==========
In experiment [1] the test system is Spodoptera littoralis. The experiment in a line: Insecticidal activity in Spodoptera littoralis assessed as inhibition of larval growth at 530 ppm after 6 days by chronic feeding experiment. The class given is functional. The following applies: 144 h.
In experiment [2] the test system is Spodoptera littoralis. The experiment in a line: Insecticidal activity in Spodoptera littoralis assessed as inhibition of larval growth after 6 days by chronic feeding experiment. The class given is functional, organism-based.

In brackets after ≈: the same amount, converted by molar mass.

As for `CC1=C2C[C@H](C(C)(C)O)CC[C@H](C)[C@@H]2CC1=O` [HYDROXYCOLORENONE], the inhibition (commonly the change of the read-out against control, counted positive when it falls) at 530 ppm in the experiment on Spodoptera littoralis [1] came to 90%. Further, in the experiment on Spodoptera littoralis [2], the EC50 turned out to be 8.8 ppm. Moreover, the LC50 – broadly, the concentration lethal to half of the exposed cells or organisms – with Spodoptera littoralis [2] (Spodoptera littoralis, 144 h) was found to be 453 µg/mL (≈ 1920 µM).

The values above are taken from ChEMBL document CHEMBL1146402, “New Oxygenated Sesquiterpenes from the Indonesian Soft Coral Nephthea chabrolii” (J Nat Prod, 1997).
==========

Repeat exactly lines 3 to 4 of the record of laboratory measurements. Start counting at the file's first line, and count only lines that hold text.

In brackets after ≈: the same amount, converted by molar mass.

As for `CC1=C2C[C@H](C(C)(C)O)CC[C@H](C)[C@@H]2CC1=O` [HYDROXYCOLORENONE], the inhibition (commonly the change of the read-out against control, counted positive when it falls) at 530 ppm in the experiment on Spodoptera littoralis [1] came to 90%. Further, in the experiment on Spodoptera littoralis [2], the EC50 turned out to be 8.8 ppm. Moreover, the LC50 – broadly, the concentration lethal to half of the exposed cells or organisms – with Spodoptera littoralis [2] (Spodoptera littoralis, 144 h) was found to be 453 µg/mL (≈ 1920 µM).